each his countrymen, and a very fruitful lesson it has proved to be. It has inspired the people with renewed courage, it has turned the national life into fresh channels, and it has revolutionized national politics.
To be sure all this was not the result of the idyllic little tale which marked the beginning of his career. But this little tale, although no trace of what the Germans call "tendency" is to be found in it, is still significant as being the poet's first indirect manifesto, and as such distinctly foreshadowing the path which he has since followed.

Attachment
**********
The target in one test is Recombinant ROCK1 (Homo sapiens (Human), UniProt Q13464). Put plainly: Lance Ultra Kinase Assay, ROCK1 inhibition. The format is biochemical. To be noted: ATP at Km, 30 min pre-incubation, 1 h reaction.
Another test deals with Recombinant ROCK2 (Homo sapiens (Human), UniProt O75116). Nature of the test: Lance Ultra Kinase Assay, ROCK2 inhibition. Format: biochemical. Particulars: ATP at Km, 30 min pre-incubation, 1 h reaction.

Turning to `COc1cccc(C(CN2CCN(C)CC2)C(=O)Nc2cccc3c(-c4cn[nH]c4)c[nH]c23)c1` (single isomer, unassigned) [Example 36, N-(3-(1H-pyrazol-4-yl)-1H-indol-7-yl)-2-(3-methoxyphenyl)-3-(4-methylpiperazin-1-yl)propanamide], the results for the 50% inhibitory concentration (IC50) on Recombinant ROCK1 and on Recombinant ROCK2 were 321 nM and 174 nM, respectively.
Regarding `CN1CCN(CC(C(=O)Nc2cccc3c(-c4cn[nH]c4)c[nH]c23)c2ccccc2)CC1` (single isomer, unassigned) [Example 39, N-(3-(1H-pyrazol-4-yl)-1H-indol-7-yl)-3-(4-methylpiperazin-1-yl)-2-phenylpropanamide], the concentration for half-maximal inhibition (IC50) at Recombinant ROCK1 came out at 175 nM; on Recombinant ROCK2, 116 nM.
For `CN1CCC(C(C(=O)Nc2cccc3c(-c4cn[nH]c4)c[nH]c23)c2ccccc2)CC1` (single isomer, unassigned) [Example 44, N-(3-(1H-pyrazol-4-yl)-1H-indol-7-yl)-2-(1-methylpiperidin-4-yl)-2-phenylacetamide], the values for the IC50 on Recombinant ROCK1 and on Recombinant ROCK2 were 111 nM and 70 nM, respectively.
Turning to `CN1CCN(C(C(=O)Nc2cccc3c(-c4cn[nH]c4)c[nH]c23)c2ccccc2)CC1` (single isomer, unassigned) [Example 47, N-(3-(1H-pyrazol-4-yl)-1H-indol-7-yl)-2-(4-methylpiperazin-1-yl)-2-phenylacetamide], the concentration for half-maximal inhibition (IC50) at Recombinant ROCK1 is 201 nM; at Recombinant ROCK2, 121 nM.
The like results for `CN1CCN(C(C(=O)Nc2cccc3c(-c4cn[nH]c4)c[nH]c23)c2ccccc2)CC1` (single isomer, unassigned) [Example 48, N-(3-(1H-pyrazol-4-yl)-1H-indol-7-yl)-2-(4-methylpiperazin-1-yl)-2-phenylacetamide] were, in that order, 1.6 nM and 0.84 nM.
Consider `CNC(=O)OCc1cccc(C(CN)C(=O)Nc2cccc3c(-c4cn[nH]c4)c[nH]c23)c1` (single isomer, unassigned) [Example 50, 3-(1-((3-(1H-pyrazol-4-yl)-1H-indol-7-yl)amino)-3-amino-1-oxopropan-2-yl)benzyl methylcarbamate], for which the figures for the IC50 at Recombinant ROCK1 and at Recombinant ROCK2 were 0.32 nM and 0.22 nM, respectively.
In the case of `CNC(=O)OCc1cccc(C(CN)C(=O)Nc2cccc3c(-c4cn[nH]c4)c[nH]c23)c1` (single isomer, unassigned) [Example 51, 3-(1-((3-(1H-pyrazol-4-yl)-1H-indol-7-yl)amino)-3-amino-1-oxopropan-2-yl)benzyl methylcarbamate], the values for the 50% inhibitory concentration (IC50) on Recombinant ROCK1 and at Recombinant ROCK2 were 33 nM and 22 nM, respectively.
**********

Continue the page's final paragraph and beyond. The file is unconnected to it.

First, in its purely literary aspect, "Synnöve Solbakken" was strikingly novel. The author did not, as his predecessors had done, view the people from the exalted pedestal of superior culture; not as a subject for benevolent preaching and charitable condescension, but as a concrete phenomenon, whose raison d'étre was as absolute and indisputable as that of the bourgeoisie or the bureaucracy itself. He depicted th